Due to market forces asking for faster delivery, very often we hear about skills shortages. A few years ago, it was mining, now it’s transport infrastructure. Other segments of economy may have less pronounced peaks and troughs.
Several measures are taken to mitigate the issue, i.e. lack of available engineering skills to meet the demands of the market. The Australian government invites overseas skilled professionals, then leaves them to fend for themselves when boom is over. Now we are marketing STEM to women, encouraging large group of the local population to join the effort on addressing imminent gaps, and as baby boomers are retiring and reducing the engineering pool faster than normal.
Another cause of the engineering skill shortage is a lack of fast development of skills during University graduate period. Instead of sending your graduates into the field and getting their hands dirty, we hobble them with reports and spreadsheets. This prolongs development of practical attitude in solving engineering problems. In turn, it increases costs and causes delays in delivering and implementing solutions.
How to ride boom and bust periods? It’s crucial that each engineer develops their long term vision, what they’ll contribute to humanity and society before they retire. Many organisations are not willing to invest in your career, besides imminent needs on projects or as a safety measure to keep production running, so make sure you join companies that are supportive of your vision and will assist to get you there. As you are the most important asset that you have, you are ultimately responsible! No outsourcing to a company will make your vision come true.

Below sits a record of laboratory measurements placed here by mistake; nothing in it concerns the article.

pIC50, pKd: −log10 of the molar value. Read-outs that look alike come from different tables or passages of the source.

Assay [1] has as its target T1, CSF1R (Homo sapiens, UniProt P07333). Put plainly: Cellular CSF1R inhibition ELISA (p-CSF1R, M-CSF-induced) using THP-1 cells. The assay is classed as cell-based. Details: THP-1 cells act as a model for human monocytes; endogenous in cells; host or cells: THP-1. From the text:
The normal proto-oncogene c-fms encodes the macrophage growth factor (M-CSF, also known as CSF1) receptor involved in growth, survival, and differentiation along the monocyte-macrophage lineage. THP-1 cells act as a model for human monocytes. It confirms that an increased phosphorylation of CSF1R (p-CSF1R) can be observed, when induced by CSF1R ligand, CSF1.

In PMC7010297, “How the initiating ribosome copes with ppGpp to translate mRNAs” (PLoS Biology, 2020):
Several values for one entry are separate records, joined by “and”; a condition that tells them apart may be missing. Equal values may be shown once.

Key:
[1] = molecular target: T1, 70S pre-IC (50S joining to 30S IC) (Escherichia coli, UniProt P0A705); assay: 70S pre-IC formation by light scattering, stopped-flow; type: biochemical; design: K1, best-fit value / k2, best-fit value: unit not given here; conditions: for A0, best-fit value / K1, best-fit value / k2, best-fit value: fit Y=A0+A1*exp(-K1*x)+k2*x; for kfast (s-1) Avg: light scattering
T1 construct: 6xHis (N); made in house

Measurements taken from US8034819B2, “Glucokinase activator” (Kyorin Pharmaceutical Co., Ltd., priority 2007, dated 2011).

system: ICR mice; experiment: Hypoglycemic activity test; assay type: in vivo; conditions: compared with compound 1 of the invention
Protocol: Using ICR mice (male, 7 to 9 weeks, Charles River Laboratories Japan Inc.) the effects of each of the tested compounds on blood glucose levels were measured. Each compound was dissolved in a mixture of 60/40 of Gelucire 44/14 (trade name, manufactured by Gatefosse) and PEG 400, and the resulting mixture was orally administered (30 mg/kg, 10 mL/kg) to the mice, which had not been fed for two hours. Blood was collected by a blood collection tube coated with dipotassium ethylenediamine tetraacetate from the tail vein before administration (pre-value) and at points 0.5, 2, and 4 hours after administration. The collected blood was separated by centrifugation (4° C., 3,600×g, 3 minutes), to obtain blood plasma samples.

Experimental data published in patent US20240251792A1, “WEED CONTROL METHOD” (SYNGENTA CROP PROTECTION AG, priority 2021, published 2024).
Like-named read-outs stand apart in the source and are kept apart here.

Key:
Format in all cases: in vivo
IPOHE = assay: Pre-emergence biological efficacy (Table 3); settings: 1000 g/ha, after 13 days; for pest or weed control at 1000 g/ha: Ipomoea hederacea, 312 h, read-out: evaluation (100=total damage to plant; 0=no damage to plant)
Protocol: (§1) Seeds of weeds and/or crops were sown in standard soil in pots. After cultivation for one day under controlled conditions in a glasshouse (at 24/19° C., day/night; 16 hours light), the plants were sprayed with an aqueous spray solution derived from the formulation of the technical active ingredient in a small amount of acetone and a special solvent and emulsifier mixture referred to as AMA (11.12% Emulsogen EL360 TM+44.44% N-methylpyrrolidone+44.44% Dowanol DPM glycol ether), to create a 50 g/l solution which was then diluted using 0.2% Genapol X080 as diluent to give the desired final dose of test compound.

Outside of University there are practical skills required that STEM oriented courses do not teach. Communication skills are necessity now, as you must communicate more effectively in a modern workplace. Communication skills will also go a long way to being able to build a reputation in boom times and to promote yourself to employers during bust times.
Tony Palechek has over 20 years’ experience as a professional engineer and holds a Bachelor of Electrical Engineering an MBA and is PMP certified. He has worked in a diverse range of engineering, construction and consulting companies, providing project management and engineering solutions.
His specialities include: substations, power stations, HV and control gear, lightning protection, earthing systems, primary systems design, design verification and validation, EIS development, load flow, fault level protection settings studies.
The establishment of the Australian Radioactive Waste Agency in Adelaide to manage South Australia’s National Radioactive Waste Management Facility is1